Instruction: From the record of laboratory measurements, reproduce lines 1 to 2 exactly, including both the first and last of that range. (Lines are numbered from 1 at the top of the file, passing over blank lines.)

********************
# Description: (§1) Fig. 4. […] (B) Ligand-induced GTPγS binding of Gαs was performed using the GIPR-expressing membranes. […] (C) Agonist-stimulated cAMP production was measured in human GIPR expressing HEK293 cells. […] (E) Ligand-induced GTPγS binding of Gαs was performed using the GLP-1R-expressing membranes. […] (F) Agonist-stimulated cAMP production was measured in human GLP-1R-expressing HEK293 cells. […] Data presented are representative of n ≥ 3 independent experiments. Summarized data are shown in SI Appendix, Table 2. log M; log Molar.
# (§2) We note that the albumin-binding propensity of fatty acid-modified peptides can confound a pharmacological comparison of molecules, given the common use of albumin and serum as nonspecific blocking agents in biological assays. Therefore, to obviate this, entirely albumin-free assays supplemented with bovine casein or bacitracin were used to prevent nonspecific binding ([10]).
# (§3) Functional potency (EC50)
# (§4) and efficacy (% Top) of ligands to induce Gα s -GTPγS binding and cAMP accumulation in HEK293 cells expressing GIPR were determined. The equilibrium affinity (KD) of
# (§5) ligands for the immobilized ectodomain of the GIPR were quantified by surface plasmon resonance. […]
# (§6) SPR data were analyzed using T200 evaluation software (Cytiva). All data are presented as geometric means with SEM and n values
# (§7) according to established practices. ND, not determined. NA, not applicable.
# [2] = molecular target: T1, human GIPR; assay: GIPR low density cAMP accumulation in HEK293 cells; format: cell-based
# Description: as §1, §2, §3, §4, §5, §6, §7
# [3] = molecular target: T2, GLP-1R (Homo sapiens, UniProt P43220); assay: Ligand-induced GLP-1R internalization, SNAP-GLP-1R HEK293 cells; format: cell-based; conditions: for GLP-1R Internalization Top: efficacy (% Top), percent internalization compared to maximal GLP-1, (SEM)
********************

# Description: (§1) Fig. 4. […] (B) Ligand-induced GTPγS binding of Gαs was performed using the GIPR-expressing membranes. […] (C) Agonist-stimulated cAMP production was measured in human GIPR expressing HEK293 cells. […] (E) Ligand-induced GTPγS binding of Gαs was performed using the GLP-1R-expressing membranes. […] (F) Agonist-stimulated cAMP production was measured in human GLP-1R-expressing HEK293 cells. […] Data presented are representative of n ≥ 3 independent experiments. Summarized data are shown in SI Appendix, Table 2. log M; log Molar.
# (§2) We note that the albumin-binding propensity of fatty acid-modified peptides can confound a pharmacological comparison of molecules, given the common use of albumin and serum as nonspecific blocking agents in biological assays. Therefore, to obviate this, entirely albumin-free assays supplemented with bovine casein or bacitracin were used to prevent nonspecific binding ([10]).